This forco consists in the action alone, nor does it remain in the body after the action. For the body perseveres in every new state by its force of inertness alone. But the impressed force is of different origins, as from a stroke, a pressure, a centripetal or centrifugal force.

5. A centripetal force, is that, by which bodies are drawn, impelled, or any how tend towards any point as a centre.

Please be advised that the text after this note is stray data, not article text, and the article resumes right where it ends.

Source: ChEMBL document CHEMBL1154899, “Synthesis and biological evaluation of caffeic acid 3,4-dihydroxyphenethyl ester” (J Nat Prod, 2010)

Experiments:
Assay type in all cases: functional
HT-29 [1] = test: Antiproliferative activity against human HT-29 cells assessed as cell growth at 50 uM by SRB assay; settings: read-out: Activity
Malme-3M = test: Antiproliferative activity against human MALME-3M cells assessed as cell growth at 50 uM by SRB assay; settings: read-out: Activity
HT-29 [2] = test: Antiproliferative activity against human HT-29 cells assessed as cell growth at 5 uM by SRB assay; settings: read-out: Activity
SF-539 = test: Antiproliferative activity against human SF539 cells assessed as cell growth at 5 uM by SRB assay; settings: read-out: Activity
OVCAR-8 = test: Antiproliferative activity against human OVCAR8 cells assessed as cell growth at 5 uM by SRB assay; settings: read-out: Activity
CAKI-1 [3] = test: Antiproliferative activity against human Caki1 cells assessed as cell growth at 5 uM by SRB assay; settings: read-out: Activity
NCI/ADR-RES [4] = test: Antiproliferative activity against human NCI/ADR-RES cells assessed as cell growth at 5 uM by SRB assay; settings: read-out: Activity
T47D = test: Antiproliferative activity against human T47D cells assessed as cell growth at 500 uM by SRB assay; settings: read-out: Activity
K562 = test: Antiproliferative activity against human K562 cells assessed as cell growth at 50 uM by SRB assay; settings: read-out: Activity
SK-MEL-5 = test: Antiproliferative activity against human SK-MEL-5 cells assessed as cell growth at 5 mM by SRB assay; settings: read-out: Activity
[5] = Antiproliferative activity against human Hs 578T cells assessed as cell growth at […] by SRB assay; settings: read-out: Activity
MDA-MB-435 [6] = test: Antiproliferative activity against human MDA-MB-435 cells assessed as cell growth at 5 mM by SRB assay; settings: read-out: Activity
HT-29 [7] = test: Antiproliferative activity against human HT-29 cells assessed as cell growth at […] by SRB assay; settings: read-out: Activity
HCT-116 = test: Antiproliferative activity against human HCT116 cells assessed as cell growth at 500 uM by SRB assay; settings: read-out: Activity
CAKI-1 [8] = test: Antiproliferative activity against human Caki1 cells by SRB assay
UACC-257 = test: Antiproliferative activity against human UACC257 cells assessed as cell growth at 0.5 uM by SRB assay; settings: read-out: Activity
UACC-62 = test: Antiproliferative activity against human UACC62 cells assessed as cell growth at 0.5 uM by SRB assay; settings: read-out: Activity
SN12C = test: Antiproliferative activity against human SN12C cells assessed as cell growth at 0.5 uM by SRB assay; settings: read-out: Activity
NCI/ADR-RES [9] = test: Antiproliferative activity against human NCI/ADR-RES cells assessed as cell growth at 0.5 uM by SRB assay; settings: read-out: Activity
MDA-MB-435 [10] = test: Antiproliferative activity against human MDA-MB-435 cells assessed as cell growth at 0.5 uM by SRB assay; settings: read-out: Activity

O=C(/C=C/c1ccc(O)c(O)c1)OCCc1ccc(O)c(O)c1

Of this kind is gravity, by which bodies tend to the centre of the earth ; magnetism, by which iron is attracted towards a magnet ; and that force, whatever it be, by which the planets are perpetually drawn from rectilineal motions, and caused to be revolved in curve lines. A stone, whirled about in a sling, endeavours to recede from the hand which turns it; and by that endeavour, distends the sling, and with so much the greater force, as it is revolved with the greater velocity and as soon as it is let go, flies away. That force which opposes itself to this endeavour, and by which the sling perpetually draws back the stone towards the hand, and retains it in its orbit, because it is directed towards the hand as the centre of the orbit, may be called the centripetal force. And the same thing is to be understood of all bodies revolved in any orbits. They all endeavour to recede from the centres of their orbits, and were it not for the opposition of a contrary force, by which they are retained in their orbits, and which may therefore be called centripetal, would go off in right lines with a uniform motion. A projectile, if it were not for the force of gravity, would not deviate towards the earth, but would go off in a right line, and with a uniform motion, if the resistance of the air were taken away. By its gravity it is perpetually drawn aside from its rectilineal course, and made to deviate towards the earth more or less, according to the force of its gravity, and the velocity of its motion.-. By how much the less the force of gravity is, and the greater the velocity, with which it is projected, by so much the less it will deviate from a rectilineal course, and the farther it will go. If a leaden ball, projected from the top of a mountain, by the force of gun-powder, with a given velocity, in a horizontal direction, be carried to the distance of two miles before it falls to the